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Editorial: A pound of prevention

On Friday the 13th, a little after 6 p.m., in the midst of the homeward-bound, market-bound, party-bound crush of traffic that routinely courses up and down Fifth Street West, especially at the end of a workweek, three vehicles entered the zone of confusion that occupies a virtual rectangle at the edge of the Safeway parking lot.

An 18-year-old Vallejo woman, southbound on Fifth, was waiting to make a left turn into the Supermarket entrance. The driver of a northbound car, stalled in traffic, graciously motioned for the southbound car to turn in front. The 18-year-old’s gray sedan pulled across the temporarily blocked line of traffic to reach the relative safety of the Safeway lot, when a northbound motorcyclist, unaware of the generous gesture executed ahead, pulled around the waiting northbound car and slammed into the side of the turning sedan.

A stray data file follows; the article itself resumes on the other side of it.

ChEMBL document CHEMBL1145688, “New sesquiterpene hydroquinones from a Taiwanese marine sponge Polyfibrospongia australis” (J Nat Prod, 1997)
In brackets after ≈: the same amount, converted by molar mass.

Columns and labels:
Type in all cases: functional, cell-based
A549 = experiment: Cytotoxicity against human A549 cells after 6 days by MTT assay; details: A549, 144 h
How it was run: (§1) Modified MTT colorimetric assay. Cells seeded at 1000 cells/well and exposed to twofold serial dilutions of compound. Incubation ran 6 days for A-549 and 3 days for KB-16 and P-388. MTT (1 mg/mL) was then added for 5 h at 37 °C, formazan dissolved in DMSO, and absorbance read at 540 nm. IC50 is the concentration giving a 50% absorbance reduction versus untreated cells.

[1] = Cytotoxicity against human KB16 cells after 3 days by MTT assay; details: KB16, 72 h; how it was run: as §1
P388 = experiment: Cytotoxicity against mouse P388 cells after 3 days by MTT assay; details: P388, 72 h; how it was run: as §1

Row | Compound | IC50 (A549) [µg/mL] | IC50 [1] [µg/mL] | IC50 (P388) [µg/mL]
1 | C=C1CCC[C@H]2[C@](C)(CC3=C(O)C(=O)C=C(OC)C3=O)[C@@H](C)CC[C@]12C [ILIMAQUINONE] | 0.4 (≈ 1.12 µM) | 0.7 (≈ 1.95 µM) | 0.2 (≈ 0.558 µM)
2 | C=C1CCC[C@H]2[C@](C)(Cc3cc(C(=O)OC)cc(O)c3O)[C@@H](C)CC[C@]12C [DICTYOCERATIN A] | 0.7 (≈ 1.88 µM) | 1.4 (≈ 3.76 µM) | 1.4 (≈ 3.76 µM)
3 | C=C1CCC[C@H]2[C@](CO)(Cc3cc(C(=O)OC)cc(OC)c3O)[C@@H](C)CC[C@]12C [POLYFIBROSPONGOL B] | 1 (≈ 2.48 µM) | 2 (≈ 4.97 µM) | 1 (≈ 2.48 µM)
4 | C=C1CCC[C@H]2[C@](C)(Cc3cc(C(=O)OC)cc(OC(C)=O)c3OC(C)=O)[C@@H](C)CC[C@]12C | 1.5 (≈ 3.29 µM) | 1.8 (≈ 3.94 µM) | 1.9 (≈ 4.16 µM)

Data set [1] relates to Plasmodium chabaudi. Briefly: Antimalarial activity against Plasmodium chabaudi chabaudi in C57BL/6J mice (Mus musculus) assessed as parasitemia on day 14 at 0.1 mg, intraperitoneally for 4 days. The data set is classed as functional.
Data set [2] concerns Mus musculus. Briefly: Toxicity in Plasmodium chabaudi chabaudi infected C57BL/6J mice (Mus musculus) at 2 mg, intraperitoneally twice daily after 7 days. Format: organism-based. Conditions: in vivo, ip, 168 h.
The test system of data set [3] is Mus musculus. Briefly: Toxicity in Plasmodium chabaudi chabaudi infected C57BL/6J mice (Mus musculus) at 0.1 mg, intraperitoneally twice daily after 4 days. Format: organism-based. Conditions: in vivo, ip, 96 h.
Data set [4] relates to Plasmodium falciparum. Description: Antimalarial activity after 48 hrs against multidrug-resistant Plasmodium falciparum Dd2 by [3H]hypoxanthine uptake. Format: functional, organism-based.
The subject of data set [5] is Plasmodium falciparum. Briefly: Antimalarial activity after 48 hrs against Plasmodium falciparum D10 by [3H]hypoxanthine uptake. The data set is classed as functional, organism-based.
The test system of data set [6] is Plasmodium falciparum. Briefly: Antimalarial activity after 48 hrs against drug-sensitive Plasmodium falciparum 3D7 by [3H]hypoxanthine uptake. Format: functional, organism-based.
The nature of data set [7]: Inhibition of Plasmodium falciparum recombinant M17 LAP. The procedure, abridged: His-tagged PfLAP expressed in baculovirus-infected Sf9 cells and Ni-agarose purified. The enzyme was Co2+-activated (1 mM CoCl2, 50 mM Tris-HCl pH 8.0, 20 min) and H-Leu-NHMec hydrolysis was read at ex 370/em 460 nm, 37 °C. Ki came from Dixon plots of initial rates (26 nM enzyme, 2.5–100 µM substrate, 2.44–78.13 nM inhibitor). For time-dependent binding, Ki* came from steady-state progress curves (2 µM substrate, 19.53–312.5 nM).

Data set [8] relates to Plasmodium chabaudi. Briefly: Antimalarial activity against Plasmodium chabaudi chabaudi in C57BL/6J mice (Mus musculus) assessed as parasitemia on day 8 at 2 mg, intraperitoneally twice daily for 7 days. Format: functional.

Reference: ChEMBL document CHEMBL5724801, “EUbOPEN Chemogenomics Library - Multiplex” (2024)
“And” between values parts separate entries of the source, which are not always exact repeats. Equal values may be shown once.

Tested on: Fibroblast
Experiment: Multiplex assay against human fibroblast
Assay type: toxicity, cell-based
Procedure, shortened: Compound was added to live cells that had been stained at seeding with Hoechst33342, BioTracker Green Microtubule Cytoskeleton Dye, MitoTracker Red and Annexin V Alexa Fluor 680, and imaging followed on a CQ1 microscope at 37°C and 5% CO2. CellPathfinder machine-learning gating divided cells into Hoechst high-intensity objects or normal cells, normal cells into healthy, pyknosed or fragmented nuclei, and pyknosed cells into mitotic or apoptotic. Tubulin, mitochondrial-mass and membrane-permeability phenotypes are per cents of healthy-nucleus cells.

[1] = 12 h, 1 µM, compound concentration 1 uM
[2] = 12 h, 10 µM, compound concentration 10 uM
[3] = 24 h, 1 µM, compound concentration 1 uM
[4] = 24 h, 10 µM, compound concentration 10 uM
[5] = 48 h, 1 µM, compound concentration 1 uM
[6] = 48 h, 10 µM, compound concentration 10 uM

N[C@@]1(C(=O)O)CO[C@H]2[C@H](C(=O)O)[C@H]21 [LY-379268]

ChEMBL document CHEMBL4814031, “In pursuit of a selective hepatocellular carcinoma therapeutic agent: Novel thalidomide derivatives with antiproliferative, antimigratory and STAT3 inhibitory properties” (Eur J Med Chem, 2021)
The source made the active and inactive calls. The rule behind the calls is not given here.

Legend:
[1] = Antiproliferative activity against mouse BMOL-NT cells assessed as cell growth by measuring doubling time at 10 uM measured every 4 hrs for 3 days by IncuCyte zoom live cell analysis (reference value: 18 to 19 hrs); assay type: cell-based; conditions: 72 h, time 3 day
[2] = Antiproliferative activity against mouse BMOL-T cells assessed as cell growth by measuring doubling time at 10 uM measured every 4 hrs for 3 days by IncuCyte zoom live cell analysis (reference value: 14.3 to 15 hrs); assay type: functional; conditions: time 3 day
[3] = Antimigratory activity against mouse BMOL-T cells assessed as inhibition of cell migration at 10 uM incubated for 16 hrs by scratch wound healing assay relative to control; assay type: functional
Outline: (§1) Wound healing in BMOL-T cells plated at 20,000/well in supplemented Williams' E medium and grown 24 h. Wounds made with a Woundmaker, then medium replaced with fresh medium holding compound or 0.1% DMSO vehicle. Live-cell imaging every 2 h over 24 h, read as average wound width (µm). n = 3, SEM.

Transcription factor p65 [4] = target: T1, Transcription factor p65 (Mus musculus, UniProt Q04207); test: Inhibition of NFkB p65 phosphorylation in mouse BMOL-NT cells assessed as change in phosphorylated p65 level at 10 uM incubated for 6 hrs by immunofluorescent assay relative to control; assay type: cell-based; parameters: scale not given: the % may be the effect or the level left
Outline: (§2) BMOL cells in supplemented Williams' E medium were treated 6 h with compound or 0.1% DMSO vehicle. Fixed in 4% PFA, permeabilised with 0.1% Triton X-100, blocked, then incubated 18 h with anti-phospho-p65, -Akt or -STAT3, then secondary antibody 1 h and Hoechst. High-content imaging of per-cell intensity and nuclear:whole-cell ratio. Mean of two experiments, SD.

The motorcyclist suffered moderate injuries, and was reported at fault, but the strange voodoo that seems to alter accurate perception, jam good judgment and otherwise interfere with the safe interaction of vehicular and pedestrian traffic at that particular confluence of people and cars was apparently at work again.

In the past six years, two people have died and at least three more have been injured in what appears to be an otherworldly accident zone. Following the last fatality, members of the City Council voiced strong opinions about studying the problem and finding solutions. The impetus for that effort seems to have been lost, however, as time passes swiftly by. We suspect it will return the next time someone is seriously injured – or killed – as we believe will inevitably happen.

It seems at times at least moderately miraculous that more accidents have not happened there. Also miraculous is the absence of more motorized mayhem at the equally complex intersection where Sonoma Highway Crosses Verano Avenue at the edge of Maxwell Farms Regional Park. Hazardous transit occurs there in several directions. Eastbound vehicles on Verano trying to cross Sonoma Highway to make a left-turn toward the Springs, sometimes encounter westbound cars coming straight at them because they can’t see where the oncoming traffic lanes are.


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